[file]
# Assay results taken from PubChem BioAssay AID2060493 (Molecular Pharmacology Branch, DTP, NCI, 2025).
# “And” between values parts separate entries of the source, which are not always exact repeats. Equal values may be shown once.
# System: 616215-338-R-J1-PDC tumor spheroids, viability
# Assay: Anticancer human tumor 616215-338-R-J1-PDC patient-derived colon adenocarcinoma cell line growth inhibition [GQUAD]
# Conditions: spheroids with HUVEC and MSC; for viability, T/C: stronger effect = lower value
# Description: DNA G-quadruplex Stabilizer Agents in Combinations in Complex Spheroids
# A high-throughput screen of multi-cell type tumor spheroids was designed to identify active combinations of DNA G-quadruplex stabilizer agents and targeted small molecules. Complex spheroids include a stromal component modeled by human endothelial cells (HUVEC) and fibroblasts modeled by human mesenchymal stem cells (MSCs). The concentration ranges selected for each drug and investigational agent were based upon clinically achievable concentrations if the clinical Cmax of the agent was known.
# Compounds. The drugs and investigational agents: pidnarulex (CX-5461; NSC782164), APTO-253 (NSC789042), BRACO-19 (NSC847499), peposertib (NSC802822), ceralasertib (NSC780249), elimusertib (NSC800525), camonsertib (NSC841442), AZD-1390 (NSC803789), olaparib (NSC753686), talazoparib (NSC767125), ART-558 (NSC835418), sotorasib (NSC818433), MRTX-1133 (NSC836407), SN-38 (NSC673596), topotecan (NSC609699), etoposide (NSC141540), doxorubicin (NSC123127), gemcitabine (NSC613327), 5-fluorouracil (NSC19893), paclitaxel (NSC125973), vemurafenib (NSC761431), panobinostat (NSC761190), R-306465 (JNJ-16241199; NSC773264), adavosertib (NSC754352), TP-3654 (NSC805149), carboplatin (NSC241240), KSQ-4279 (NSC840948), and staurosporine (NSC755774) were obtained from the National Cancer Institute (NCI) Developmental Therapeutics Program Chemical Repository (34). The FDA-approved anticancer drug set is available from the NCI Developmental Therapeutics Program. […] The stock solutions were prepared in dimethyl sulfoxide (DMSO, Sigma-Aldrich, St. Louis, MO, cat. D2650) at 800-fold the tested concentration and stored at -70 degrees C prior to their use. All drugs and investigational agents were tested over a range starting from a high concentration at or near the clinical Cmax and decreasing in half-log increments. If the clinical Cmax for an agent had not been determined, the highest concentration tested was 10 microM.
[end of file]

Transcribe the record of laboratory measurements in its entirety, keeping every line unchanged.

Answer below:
# Assay results taken from PubChem BioAssay AID2060493 (Molecular Pharmacology Branch, DTP, NCI, 2025).
# “And” between values parts separate entries of the source, which are not always exact repeats. Equal values may be shown once.
# System: 616215-338-R-J1-PDC tumor spheroids, viability
# Assay: Anticancer human tumor 616215-338-R-J1-PDC patient-derived colon adenocarcinoma cell line growth inhibition [GQUAD]
# Conditions: spheroids with HUVEC and MSC; for viability, T/C: stronger effect = lower value
# Description: DNA G-quadruplex Stabilizer Agents in Combinations in Complex Spheroids
# A high-throughput screen of multi-cell type tumor spheroids was designed to identify active combinations of DNA G-quadruplex stabilizer agents and targeted small molecules. Complex spheroids include a stromal component modeled by human endothelial cells (HUVEC) and fibroblasts modeled by human mesenchymal stem cells (MSCs). The concentration ranges selected for each drug and investigational agent were based upon clinically achievable concentrations if the clinical Cmax of the agent was known.
# Compounds. The drugs and investigational agents: pidnarulex (CX-5461; NSC782164), APTO-253 (NSC789042), BRACO-19 (NSC847499), peposertib (NSC802822), ceralasertib (NSC780249), elimusertib (NSC800525), camonsertib (NSC841442), AZD-1390 (NSC803789), olaparib (NSC753686), talazoparib (NSC767125), ART-558 (NSC835418), sotorasib (NSC818433), MRTX-1133 (NSC836407), SN-38 (NSC673596), topotecan (NSC609699), etoposide (NSC141540), doxorubicin (NSC123127), gemcitabine (NSC613327), 5-fluorouracil (NSC19893), paclitaxel (NSC125973), vemurafenib (NSC761431), panobinostat (NSC761190), R-306465 (JNJ-16241199; NSC773264), adavosertib (NSC754352), TP-3654 (NSC805149), carboplatin (NSC241240), KSQ-4279 (NSC840948), and staurosporine (NSC755774) were obtained from the National Cancer Institute (NCI) Developmental Therapeutics Program Chemical Repository (34). The FDA-approved anticancer drug set is available from the NCI Developmental Therapeutics Program. […] The stock solutions were prepared in dimethyl sulfoxide (DMSO, Sigma-Aldrich, St. Louis, MO, cat. D2650) at 800-fold the tested concentration and stored at -70 degrees C prior to their use. All drugs and investigational agents were tested over a range starting from a high concentration at or near the clinical Cmax and decreasing in half-log increments. If the clinical Cmax for an agent had not been determined, the highest concentration tested was 10 microM.